What is the Most Popular Apple in the U.S.?
The Honeycrisp apple is the most popular apple in the United States, according to new 2021 data from the Washington State Tree Fruit Association.
The association estimated the 2021 apple crop produced over 119.97 million 40-pound boxes with Honeycrisp apples comprising 12.54% of the state’s harvest. Sales of Honeycrisp apples grew by 8% over the previous period.
Maybe we're a little biased since we've been growing them for so many years (our own Bill Clark planted his first organic Honeycrisp orchard in 1991), but we think the Honeycrisp is a pretty special apple, too. In fact, it's also our number one selling apple at Chelan Beauty.
There is just something extra special about it. Once you have one, no other apple compares. The flavor. The crunch. And, it turns out, the history of the Honeycrisp apple is second to none.
What Makes the Honeycrisp Apple So Special?
Perhaps the Honeycrisp is so well-loved because it's so well-balanced. Ask anyone to name their favorite apple and they'll tell you they like it for one of two reasons: it's sweetness or it's tartness. The great thing about the Honeycrisp is it offers a sweet-tart bite that mingles to form a flavor all its own. Equally as appetizing as its flavor, is its texture. Thanks to a genetic variation, Honeycrisp cells are about twice the size of other apple varieties, resulting in its explosive crunch.
The University of Minnesota's Fruit Breeding Program began developing the apple in the 1960's as part of their cold-hardy apple tree breeding program. They were attempting to create an apple that could withstand colder climates. Researchers spent nearly three decades (three decades!) trying to perfect the cross-breeding process, which, while painstaking, isn't uncommon.
Apple breeders regularly spend decades evaluating tens of thousands of trees that never end up making it to market. Only one in 10,000 apple varieties will make the cut. For each new variety tested, it takes about 20 to 30 years to develop before it’s released to nurseries, and then another 10 years before it’s in full production
Interestingly, though, the success of Honeycrisp almost never was. Notoriously hard to grow due in part to its delicate skin, the Honeycrisp tree was slated to be axed all together. Famed university apple breeder David Bedford, though, decided to give it one last chance to produce. It did, and the rest is history.
Originally named MN 1711, it was renamed not through marketing and research teams, but by two apple breeders sitting around their office who knew of a converted farmhouse in Victoria, MN with the same name. It stuck, and the apple was officially released in 1991 to apple growers. It finally hit the grocery store shelves in 1997 to rave reviews and immediate commercial success.
According to breeders records, the Honeycrisp was thought to be the offspring of the Macoun and Honeygold. However, in 2004/2005, DNA evidence suggested otherwise. It turns out, one parent was actually the Keepsake apple, native to Minnesota, while the other remained unidentified. The final dots were not connected until 2017 by a graduate student at the University of Minnesota named Nick Howard using further DNA testing. His research confirmed Honeycrisp is the child of the Keepsake variety and an unreleased University of Minnesota selection, MN1627. While MN1627 is no longer available, Howard was able to trace the apple to its grandparents, Duchess of Oldenburg and Golden Delicious.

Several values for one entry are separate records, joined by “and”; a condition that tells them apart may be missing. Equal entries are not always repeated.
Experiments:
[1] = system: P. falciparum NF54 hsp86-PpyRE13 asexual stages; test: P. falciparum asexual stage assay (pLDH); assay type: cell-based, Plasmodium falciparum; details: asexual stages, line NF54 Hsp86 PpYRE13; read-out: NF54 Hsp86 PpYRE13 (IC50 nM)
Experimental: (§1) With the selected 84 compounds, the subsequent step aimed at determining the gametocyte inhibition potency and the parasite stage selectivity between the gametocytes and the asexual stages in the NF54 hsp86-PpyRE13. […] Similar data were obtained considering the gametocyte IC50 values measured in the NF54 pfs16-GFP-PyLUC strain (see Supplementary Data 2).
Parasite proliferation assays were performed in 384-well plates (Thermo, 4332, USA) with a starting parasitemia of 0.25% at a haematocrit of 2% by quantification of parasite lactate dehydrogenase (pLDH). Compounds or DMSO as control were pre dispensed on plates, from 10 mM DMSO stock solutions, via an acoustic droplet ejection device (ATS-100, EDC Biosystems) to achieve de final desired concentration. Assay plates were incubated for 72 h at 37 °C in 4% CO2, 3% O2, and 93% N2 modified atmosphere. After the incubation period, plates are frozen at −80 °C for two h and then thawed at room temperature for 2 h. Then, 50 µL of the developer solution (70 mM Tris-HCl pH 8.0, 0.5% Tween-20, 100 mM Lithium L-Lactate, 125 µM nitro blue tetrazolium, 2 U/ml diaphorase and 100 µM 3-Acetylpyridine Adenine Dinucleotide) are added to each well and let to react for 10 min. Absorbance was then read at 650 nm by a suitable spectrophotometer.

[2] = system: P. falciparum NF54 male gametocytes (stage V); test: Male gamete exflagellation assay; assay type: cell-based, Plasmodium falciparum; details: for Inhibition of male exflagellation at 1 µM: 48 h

Much like a Kentucky Derby thoroughbred, apple genealogy is scrupulously researched and scrutinized when deciding which cultivars to pair and breed for commercial success. The fact that an accidental pairing of two random varieties could create such a gem of an apple is a complete anomaly in the field of apple breeding, where science reigns supreme, and researchers leave nothing to chance and luck.
Perhaps the Honeycrisp was simply meant to be.
Honeycrisp and Beyond
The Honeycrisp apple has led to many other new varieties such as the delicious SweetTango, a cross between a Zestar and a Honeycrisp, as its success spurred even more breeding in-roads. Bedford himself credited Honeycrisp with “saving the apple industry”. In 2019, the Washington State University Tree Fruit Research and Extension Center in Wenatchee released yet another Honeycrisp love child, the Cosmic Crisp, which is a cross between an Enterprise and a Honeycrisp, to massive commercial appeal.
Honeycrisp is still a difficult apple to grow. Many farmers say it is THE hardest apple to grow. It’s finicky, does not tolerate heat well (although it loves cold winters), bruises easily and is tough to store. It takes just the right attention to detail, and just the right farmer know-how, to get it just right.
Our resident farmer, Bill Clark, is a bit famous in our area for his craftsmanship at farming Honeycrisp. One of the first organic Honeycrisp growers, nobody knows the apple like Bill (his daughters call him the "King of Honeycrisp") and you can taste that in every Honeycrisp we sell. Bill planted his orchard in just the right place, a cool canyon on our high elevation farm (but not too high) in Lake Chelan, Washington, the perfect place for Honeycrisp to thrive. As a result, his apples are particularly coveted in the area.
As for the apple’s future? As long as people continue to love it, farmers like Bill will continue to grow it, despite its many challenges.
But just like the journey to discover Honeycrisp's identity, knowing the journey of the apples you buy is important, too. Simply, apples taste better when they're grown from farmers who know what they're doing. At Chelan Beauty, we take great pride in what we grow, and how we grow it. Organic. Sustainably. And with love.
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